DOJ signs consent decree, requiring policy overhaul in New Orleans Police Dept.

The United States Department of Justice (DOJ) and the New Orleans Police Department have reached an agreement, called a consent decree, which outlines the systemic deficiencies in the police department and requires specific policy reforms. This agreement comes after the DOJ investigated the police department, finding it was saturated with unconstitutional practices and uncovering evidence of police brutality, excessive force, discrimination, and a lack of accountability. (Read more in the New York Times. View the consent decree here.)

Decrees by the DOJ are great tools to get other police departments to adopt better policies to prevent police misconduct. No department wants a consent decree. Our firm is particularly interested in the provision on the constitutional right to observe and record police conduct. That portion is below.

E.       First Amendment Right to Observe and Record Officer Conduct

155.    NOPD shall ensure that, in accordance with their rights secured or protected by the Constitution and laws of the United States, onlookers or bystanders may witness, observe, record, and/or comment on officer conduct, including stops, detentions, searches, arrests, or uses of force.  Officers shall respect the right of civilians to observe, record, and/or verbally comment on or complain about the performance of police duties occurring in public, and NOPD shall ensure that officers understand that exercising this right serves important public purposes.

156.    Individuals observing stops, detentions, arrests, and other incidents shall be permitted to remain in the proximity of the incident unless one of the conditions in paragraph 160 is met.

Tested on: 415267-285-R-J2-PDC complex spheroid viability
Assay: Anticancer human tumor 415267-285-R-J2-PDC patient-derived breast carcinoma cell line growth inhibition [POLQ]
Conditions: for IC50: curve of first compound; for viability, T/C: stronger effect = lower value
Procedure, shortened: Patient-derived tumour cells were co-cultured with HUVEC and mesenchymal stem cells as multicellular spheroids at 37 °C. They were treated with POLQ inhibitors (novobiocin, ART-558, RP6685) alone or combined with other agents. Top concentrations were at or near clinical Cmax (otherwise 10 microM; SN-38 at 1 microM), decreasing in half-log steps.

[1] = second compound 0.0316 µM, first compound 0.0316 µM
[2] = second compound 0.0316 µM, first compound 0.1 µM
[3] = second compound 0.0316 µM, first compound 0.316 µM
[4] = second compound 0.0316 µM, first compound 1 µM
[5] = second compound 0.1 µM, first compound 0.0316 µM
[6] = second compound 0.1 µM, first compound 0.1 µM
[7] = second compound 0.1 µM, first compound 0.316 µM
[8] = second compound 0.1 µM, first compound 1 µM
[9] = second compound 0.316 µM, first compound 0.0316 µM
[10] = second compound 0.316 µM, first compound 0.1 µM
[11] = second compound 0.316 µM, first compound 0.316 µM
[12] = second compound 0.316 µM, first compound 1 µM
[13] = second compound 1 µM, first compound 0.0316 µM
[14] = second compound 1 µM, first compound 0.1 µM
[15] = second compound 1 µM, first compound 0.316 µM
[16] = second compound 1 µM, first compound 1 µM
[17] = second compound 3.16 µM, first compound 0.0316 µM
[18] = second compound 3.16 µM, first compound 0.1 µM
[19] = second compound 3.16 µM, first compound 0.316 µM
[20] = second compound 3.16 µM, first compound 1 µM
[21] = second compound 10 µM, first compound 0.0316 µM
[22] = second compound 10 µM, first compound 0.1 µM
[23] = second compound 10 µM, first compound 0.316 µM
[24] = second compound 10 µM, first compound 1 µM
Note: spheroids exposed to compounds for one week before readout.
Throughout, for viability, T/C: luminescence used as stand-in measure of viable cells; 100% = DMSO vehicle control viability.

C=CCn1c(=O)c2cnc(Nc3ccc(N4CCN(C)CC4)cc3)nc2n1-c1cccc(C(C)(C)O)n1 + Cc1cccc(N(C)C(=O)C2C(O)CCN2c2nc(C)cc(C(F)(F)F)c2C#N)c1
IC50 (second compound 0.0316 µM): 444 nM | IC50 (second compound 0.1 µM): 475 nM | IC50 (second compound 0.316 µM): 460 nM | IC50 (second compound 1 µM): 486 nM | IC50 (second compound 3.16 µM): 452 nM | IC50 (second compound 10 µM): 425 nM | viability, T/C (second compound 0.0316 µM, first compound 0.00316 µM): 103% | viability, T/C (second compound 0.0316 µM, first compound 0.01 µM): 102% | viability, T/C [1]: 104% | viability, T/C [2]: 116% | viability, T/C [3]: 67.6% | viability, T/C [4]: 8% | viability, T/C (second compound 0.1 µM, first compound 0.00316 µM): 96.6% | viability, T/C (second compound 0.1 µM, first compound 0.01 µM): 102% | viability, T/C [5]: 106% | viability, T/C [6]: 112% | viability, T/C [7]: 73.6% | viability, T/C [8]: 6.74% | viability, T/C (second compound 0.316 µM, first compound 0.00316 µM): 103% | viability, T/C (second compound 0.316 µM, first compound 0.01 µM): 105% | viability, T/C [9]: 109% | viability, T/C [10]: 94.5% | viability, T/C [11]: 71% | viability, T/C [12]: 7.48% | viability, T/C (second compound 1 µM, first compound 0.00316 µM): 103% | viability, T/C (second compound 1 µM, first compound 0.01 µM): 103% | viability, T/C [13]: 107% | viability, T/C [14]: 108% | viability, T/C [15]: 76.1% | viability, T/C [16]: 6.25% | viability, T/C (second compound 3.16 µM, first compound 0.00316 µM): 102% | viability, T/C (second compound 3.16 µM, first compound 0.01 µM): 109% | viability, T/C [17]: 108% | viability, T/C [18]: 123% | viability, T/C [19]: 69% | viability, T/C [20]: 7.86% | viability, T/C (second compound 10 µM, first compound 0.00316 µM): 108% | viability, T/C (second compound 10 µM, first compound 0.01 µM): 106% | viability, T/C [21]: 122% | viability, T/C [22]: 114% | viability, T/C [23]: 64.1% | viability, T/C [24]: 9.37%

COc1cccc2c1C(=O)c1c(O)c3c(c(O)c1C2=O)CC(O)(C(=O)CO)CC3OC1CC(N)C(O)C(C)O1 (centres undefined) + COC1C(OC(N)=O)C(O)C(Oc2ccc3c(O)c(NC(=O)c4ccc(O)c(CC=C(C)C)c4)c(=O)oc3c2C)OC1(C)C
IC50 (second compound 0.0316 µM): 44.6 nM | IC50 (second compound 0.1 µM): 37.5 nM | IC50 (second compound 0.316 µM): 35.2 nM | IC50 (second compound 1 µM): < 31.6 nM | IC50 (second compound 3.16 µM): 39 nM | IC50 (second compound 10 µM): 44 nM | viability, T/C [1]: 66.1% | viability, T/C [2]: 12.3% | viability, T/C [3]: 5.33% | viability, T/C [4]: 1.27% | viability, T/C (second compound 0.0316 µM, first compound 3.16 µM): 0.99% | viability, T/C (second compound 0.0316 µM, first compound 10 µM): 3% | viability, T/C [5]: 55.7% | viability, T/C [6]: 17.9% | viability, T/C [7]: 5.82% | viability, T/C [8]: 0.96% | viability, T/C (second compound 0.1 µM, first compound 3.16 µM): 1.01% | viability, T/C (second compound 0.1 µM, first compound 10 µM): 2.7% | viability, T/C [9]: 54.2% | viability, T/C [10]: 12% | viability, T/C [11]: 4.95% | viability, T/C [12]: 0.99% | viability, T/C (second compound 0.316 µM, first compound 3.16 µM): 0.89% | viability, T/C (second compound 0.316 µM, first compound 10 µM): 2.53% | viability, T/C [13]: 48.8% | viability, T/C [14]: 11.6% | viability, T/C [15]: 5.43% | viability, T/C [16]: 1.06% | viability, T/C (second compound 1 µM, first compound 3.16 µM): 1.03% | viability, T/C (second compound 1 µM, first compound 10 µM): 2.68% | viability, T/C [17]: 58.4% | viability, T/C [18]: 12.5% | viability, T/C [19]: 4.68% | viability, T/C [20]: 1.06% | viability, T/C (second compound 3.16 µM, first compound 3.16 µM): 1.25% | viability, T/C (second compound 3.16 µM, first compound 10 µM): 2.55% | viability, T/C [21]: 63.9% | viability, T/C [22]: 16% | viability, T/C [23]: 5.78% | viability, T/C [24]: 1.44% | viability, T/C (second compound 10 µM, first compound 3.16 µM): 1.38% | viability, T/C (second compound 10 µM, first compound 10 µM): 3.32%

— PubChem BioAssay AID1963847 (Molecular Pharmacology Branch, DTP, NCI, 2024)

157.    Individuals shall be permitted to record police officer enforcement activities by camera, video recorder, cell phone recorder, or other means, unless one of the conditions in paragraph 160 is met.

158.    Officers shall not threaten, intimidate, or otherwise discourage an individual from remaining in the proximity of or recording police officer enforcement activities.

159.    Officers shall not detain, prolong the detention of, or arrest an individual for remaining in the proximity of, recording, or verbally commenting on officer conduct directed at the individual or a third party, unless one of the conditions in paragraph 160 is met.

160.    Officers shall take appropriate law enforcement action against a bystander only if a bystander's presence would jeopardize the safety of the officer, the suspect, others in the vicinity or crime scene integrity; the bystander violates the law; or the bystander incites others to violate the law.

161.     Officers shall not seize or otherwise coerce production of recorded sounds or images without obtaining a warrant, or order an individual to destroy such recordings.  Where an officer has a reasonable belief that a bystander or witness has captured a recording of critical evidence related to a felony, the officer may secure such evidence for no longer than required to obtain a legal subpoena, search warrant, or other valid order.

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